The pronghorn antelope is not the most difficult of beasts to hunt, but there is an increasingly widespread misconception that taking one involves shooting at distances just short of an Olympic marathon course. You can do this if you wish. You can even call it hunting if you want to; it’s still a free country…sort of. But the facts are much different.
The Truth About Antelope Hunting Shot Distance
Westerners call pronghorns goats. It’s not a euphonious appellation (question to movie buffs: Who used this phrase?), but it will do here. I killed my first goat in 1972 at 150 yards and have hunted them more or less regularly since then. In my entire history of sending bullets after pronghorns, I’ve made only one long shot, which was at 460 yards. But that was not typical antelope hunting. Of all the goat shots I’ve taken, the average has probably been about 150 yards.
The key to getting up on the beasts lies in the seemingly flat land they inhabit, which is actually broken, cut, and intersected by coulees, ravines, gul lies, washes, draws, ridges, hills, and divides. A smart antelope hunter can take advantage of this tortured topography to get close’almost always less than 200 yards, and very often less than 100. —David E. Petzal
A Rangefinder is Essential
Most misses on antelope occur because hunters don’t believe they’re as close as they are and shoot way over them. The cure for this is a laser rangefinder. As a Montana guide said to me, “Hunters don’t believe me when I say it’s a 200-yard shot, but if the rangefinder says it’s 200, they buy that.” —D.E.P.
The Truth About Goat Guns and Cartridges
This means you are not going to need a huge scope or a rifle whose bullets exceed the speed of light. Antelope are not big – the bucks range from 90 to 130 pounds (although this last is a pretty huge goat) and stand perhaps 3 feet at the shoulder. They are not hard to kill, although if you shoot one in the paunch it can run almost forever.
Good goat cartridges run from the .243 and 6mm at the bottom end to the .270 at the top. This takes in such rounds as the 257 Roberts, 7mm/08, 6.5×55, .260 Remington, and the 25/06.
Very possibly, the 25/06 is the best goat gun of all. It’s a wonderful, light-kicking round that has plenty of velocity (but not so much that it will destroy the animal) and enough bullet weight, and it can double very nicely for mule deer if you’re hunting them on the same ticket.
Whichever caliber you decide on, be sure to get quick-expanding bullets, such as the Nosler Ballistic Tip, or the Winchester Ballistic Silvertip. You don’t need a great amount of penetration on goats, and these bullets will get the job done quickly.
I prefer a little weight in an antelope rifle. You won’t have to carry it very far, and you want something steady that you can shoot prone. —D.E.P.
Glass Goats From Far Away Before They Know You’re There
Goats have astounding vision, so to level the playing field, you should have a scope with 8X-10X top magnification and a 10X binocular. If you’re guiding yourself, bring a spotting scope. This last comes in very handy for judging trophy heads from a very long distance.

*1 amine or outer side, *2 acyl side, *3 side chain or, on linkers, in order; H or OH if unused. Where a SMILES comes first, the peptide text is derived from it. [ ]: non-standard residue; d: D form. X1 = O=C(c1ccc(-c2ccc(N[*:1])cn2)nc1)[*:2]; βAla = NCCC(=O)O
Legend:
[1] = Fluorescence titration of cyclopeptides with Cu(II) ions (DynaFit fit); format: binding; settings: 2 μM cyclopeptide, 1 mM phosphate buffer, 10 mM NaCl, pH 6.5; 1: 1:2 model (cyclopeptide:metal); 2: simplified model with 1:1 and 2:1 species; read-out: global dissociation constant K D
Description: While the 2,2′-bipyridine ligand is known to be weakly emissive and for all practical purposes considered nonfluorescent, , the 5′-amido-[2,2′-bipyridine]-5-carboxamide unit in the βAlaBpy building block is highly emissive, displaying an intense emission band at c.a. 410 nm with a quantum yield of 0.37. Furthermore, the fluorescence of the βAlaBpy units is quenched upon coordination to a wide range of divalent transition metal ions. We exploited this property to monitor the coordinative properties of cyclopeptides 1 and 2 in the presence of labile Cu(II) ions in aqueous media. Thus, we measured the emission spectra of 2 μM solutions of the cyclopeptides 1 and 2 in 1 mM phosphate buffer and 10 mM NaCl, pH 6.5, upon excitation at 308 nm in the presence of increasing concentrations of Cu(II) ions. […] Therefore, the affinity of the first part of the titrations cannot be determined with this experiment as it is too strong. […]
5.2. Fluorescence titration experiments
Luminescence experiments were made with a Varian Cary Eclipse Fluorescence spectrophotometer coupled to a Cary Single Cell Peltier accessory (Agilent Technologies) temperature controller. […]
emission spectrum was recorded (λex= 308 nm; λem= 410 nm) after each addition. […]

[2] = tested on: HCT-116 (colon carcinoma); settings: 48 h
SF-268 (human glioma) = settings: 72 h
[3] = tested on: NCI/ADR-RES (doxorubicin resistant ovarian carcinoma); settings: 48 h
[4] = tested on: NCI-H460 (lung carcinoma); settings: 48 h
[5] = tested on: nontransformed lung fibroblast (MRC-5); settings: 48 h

Smart hunters stay in the pickup to do their glassing and get out only when they are out of sight of the antelope. Goats are not alarmed by pickups (unless they’re being chased), but a man on foot is reason to go elsewhere fast. —D.E.P.
Stay Low for a Steady Shot
Pronghorn hunters stand a good chance of getting a steady prone shot, so learn to shoot over your daypack, or to use a sling from prone. Or buy a Harris bipod and clamp it to your fore-end. You may have to crawl to get into position, and if so, you’ll find that the sagebrush is carpeted with small cacti, yuccas, rocks, and serpents. To deal with the first three, order a set of knee and elbow guards. —D.E.P.
Four Tips For Sneaking Up On A Pronghorn
1. Use the terrain to your advantage.
A pronghorn’s range is filled with nooks and crannies (ravines, dry washes, arroyos) that let you get close without being seen. Start by driving off the main road. The more hills you can put between you and the road, the better. (Some states allow you to shoot from a stationary truck, as long as the tires are off pavement and feet are on the ground.) —Slaton L. White
2. Use the fences to figure out where they’re going to go.
Find a fenceline. Antelope don’t like to jump fences, so you can use that fence as a known border to help predict their movement—and keep them within range. Next, pick a knoll, sit down, and glass the area. Bear in mind that most pronghorns aren’t all that big (typically about 70 to 90 pounds), so they may seem farther away than they actually are. —S.L.W.
3. Stay low and slow.
When you move in on a potential pronghorn buck, stay low— preferably on all fours. Kneepads (the thick kind floor-tile installers wear) and gloves are essential in these situations. And as you creep up to the crest, get down on your stomach—and go slow. A skylined hunter at this point in the stalk will have the herd running at warp speed. —S.L.W.
4. Try and intercept the herd even if you blow it.
If the animals take off before you pull the trigger, note the herd’s direction. Back off and start moving parallel to them, using the terrain as a screen and the fenceline as a funnel. Set a course to intercept the herd. You may have to repeat the drill a few times. But the process requires patience, stalking ability, and a sense of timing—in other words, hunting skills. —S.L.W.
Note: If you encounter a prairie rattler while creeping up on a goat, here’s what to do:
- Back away slowly.
- Case your rifle and get in the truck.
- Drive to the airport and go home. Only lunatics crawl around with venomous serpents.